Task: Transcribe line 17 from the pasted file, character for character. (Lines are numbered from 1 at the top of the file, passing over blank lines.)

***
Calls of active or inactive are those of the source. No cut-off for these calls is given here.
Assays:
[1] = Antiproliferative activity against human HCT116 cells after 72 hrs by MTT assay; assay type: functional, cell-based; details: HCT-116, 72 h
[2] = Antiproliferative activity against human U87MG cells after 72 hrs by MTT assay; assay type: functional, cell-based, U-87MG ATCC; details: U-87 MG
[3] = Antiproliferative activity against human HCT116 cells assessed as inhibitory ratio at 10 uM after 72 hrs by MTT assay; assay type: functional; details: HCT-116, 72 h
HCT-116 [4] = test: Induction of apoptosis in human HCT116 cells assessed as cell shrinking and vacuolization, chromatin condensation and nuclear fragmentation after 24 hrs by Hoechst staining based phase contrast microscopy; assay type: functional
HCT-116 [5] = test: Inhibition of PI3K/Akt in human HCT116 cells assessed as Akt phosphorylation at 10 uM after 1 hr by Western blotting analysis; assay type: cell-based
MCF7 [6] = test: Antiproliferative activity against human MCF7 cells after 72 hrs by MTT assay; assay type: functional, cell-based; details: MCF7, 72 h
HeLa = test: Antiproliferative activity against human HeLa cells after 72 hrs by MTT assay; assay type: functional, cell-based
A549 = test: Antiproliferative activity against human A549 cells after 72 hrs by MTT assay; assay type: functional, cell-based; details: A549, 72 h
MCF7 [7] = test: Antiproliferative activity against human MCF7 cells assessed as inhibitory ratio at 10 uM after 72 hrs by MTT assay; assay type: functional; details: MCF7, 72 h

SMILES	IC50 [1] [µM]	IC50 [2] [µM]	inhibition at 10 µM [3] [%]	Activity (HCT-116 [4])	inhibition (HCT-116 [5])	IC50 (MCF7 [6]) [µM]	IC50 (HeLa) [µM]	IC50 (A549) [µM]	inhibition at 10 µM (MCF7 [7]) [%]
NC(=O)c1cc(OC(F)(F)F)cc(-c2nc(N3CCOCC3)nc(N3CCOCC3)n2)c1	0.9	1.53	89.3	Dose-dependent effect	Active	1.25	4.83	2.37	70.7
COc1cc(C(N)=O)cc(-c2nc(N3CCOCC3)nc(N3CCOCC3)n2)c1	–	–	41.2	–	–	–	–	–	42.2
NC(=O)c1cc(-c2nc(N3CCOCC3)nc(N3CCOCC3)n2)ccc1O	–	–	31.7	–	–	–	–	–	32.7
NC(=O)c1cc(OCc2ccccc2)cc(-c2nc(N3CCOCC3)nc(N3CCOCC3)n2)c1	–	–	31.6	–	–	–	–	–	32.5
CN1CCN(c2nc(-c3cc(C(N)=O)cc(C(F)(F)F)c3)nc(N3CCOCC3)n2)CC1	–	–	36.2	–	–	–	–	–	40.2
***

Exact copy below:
CN1CCN(c2nc(-c3cc(C(N)=O)cc(C(F)(F)F)c3)nc(N3CCOCC3)n2)CC1	–	–	36.2	–	–	–	–	–	40.2